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Malaria Journal

Open Access

The importance of modelling the spread of insecticide resistance in a heterogeneous environment: the example of adding synergists to bed nets

Malaria Journal201211:258

Received: 19 March 2012

Accepted: 28 June 2012

Published: 2 August 2012



Insecticides are an effective and practical tool for reducing malaria transmission but the development of resistance to the insecticides can potentially compromise controls efforts. In this study a mathematical model was developed to explore the effects on mosquito populations of spatial heterogeneous deployment of insecticides. This model was used to identify important parameters in the evolution of insecticide resistance and to examine the contribution of new generation long-lasting insecticidal bed nets, that incorporate a chemical synergist on the roof panel, in delaying insecticide resistance.


A genetic model was developed to predict changes in mosquito fitness and resistance allele frequency. Parameters describing insecticide selection, fitness cost and the additional use of synergist were incorporated. Uncertainty and sensitivity analysis were performed followed by investigation of the evolution of resistance under scenarios of fully effective or ineffective synergists.


The spread of resistance was most sensitive to selection coefficients, fitness cost and dominance coefficients while mean fitness was most affected by baseline fitness levels. Using a synergist delayed the spread of resistance but could, in specific circumstances that were thoroughly investigated, actually increase the rate of spread. Different spread dynamics were observed, with simulations leading to fixation, loss and most interestingly, equilibrium (without explicit overdominance) of the resistance allele.


This strategy has the potential to delay the spread of resistance but note that in an heterogeneous environment it can also lead to the opposite effect, i.e., increasing the rate of spread. This clearly emphasizes that selection pressure acting inside the house cannot be treated in isolation but must be placed in context of overall insecticide use in an heterogeneous environment.


MalariaIndoor Residual SprayClassification TreeInsecticide ResistanceResistance Allele


Malaria is one of the most important parasitic infection in humans. Several initiatives from the international health community in the past decade have lead to an estimated drop in malaria associated mortality from around 1 million in 2000 to about 655,000 in 2010 according to the WHO[1], although an independent recent study reported the decrease to be from 1.82 million in 2004 to 1.24 million in 2010[2].

Among the current recommended interventions to control the disease is the use of insecticidal nets or indoor residual spraying with insecticide to control vector mosquitoes populations[1]. A major issue arising from the intense deployment of insecticides is the development of resistance to the chemical agents[3]. It is a ubiquitous problem, regarded as a major hindrance in the control of malaria. Furthermore, the use of insecticides is not restricted to public health, in fact, around 90% of all insecticide is deployed in agriculture[4]. This potential spatial heterogeneity of insecticide deployment can give rise to a mixed environment for mosquito populations.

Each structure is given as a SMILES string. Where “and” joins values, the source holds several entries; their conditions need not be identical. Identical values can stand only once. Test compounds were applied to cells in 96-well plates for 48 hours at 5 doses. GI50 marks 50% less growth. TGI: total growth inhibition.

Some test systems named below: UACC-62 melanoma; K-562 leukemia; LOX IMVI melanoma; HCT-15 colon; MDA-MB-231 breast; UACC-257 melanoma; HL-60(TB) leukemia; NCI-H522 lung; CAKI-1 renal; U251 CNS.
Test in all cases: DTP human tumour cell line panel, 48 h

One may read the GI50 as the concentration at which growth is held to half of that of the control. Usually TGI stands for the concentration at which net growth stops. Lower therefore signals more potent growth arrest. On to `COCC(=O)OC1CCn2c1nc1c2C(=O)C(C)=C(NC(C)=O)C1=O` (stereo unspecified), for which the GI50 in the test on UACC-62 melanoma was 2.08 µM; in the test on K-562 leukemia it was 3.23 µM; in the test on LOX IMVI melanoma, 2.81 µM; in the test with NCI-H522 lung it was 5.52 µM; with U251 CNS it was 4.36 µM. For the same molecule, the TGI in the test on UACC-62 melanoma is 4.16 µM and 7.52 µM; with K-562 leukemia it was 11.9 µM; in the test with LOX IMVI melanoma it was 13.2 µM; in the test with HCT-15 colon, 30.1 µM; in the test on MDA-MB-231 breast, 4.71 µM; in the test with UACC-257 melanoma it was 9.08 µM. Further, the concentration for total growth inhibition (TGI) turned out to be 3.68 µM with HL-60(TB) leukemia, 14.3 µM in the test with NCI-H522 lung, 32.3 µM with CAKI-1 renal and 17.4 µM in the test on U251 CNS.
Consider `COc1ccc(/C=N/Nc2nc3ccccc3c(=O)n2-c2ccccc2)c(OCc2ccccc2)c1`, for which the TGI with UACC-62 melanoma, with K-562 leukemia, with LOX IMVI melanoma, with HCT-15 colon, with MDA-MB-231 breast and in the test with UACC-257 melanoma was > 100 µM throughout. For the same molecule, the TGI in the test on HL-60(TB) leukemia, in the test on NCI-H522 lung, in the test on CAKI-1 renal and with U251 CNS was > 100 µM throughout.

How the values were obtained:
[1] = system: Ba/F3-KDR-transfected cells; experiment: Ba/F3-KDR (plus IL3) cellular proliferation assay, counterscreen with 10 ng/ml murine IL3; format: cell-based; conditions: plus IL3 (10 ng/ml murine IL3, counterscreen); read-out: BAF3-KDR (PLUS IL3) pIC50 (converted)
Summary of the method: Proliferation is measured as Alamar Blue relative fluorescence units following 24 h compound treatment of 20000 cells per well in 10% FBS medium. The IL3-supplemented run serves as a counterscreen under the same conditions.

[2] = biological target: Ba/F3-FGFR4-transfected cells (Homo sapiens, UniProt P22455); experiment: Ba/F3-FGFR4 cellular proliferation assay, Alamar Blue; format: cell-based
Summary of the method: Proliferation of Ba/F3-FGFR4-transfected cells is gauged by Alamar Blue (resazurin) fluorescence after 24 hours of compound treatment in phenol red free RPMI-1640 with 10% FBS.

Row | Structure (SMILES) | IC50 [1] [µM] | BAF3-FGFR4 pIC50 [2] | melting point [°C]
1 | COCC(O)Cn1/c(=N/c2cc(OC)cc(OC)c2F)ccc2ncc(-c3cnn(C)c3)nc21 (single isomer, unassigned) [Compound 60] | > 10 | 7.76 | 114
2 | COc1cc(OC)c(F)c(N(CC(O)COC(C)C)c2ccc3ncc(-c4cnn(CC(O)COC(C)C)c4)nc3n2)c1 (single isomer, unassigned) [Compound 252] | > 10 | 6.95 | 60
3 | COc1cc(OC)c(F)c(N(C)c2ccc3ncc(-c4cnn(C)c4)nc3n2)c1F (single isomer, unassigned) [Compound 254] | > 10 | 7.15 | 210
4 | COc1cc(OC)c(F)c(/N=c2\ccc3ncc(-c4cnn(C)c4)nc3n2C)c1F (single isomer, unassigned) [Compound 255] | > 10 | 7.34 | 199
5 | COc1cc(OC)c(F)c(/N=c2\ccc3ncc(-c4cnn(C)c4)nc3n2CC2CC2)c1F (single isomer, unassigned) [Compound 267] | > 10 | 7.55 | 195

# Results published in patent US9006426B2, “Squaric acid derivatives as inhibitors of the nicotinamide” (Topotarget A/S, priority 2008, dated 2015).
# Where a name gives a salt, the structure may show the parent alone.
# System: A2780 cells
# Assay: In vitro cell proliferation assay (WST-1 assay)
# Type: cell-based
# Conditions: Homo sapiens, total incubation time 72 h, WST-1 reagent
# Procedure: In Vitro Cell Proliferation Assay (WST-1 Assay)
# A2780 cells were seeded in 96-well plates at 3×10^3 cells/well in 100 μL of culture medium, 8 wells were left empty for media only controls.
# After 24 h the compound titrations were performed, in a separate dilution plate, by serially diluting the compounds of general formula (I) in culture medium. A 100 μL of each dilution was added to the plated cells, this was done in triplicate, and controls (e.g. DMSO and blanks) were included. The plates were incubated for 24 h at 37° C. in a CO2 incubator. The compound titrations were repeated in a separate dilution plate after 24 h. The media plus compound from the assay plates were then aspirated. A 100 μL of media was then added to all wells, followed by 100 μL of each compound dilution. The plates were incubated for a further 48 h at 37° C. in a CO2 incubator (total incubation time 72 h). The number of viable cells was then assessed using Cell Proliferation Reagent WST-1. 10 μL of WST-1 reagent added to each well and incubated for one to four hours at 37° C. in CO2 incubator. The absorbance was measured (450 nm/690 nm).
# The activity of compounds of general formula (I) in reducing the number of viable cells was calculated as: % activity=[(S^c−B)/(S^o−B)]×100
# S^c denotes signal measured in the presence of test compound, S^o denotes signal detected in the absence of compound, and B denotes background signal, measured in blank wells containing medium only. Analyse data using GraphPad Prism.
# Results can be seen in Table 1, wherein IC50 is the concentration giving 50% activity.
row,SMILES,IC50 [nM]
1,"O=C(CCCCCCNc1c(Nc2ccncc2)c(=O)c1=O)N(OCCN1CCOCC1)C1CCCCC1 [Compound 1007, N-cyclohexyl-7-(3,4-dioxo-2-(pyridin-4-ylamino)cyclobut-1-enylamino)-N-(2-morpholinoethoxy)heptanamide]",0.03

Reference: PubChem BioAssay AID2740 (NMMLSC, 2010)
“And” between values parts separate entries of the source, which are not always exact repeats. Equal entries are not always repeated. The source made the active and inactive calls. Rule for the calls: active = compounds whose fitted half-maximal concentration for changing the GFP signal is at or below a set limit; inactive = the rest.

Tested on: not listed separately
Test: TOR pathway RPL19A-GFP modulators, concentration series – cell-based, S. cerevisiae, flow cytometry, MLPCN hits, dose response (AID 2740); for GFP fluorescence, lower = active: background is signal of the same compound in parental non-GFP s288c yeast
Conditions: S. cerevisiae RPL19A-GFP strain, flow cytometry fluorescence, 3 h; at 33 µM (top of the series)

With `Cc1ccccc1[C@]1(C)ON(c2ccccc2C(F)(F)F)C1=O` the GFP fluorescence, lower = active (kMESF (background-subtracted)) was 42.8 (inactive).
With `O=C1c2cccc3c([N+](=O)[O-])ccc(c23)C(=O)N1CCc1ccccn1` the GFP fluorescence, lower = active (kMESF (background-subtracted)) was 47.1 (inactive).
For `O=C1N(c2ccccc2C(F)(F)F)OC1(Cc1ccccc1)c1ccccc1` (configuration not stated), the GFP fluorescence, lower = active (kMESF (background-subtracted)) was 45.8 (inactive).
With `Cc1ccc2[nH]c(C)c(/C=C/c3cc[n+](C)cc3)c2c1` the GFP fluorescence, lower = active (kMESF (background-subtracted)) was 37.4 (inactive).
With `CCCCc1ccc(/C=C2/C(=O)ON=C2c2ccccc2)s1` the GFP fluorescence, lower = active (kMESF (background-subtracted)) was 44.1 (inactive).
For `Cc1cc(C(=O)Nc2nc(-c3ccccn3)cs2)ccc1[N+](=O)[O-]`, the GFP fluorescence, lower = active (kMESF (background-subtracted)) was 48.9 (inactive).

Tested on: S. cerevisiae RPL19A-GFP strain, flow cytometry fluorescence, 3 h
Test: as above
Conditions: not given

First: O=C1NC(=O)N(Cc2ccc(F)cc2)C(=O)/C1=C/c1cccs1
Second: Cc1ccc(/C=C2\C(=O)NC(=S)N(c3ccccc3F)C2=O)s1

In the past mathematical models have been used to inform resistance management practices[5], determining the impact of different mosquito control intervention strategies including the protection conferred by bed nets[6], and, recently, to develop new approaches such as the idea of evolution-proof insecticides[79]. However, few[10] have considered the spread of resistance in a variable selection pressure context. Consequently a model is presented here that considers different niches in an environment, that can offer some insights on the importance of different parameters and their interactions in the dynamics of insecticide resistance. This approach is particularly suitable for investigating the impact of a specific long-lasting insecticidal net that is being developed. Vestergaard Frandsen has submitted a bed net prototype (PermaNet 3.0) for formal evaluation to the WHO Pesticide Evaluation Scheme that incorporates insecticide plus synergist.

Synergists are natural or synthetic chemicals, which increase the lethality and effectiveness of currently available insecticides, but that are nontoxic to insects on their own. They block the metabolic systems that would otherwise break down insecticide molecules, helping to restore chemical susceptibility that would require higher levels of the insecticide[11]. For this reason they are proposed for use in overcoming metabolic resistance and also to delay the manifestation and/or spread of resistance[12].

ln this bed net, synergist (Piperonyl butoxide - PBO) together with the pyrethroid deltamethrin are incorporated into the fibres on the roof panel of the net, while incorporating only deltamethrin on a lower dosage in the side panels. The rationale behind this approach approximates the ”two-in-one” concept for bed nets. Treating different parts of bed nets with different insecticides (e.g. combining pyrethroid insecticide, applied to the side panels of the bed net, together with carbamate insecticide on the roof[13]) has been suggested to confer advantages over the use of insecticides alone[14]. The assumption is that foraging female mosquitoes explore an occupied bed net from the top downwards (as the warm air and carbon dioxide that emanate from the sleeper move upwards ), i.e., will land on the roof first and make their way down the side panels. Restricting the synergist to the roof also allows the sides of the net to be made of a softer and more comfortable fiber for the user[15].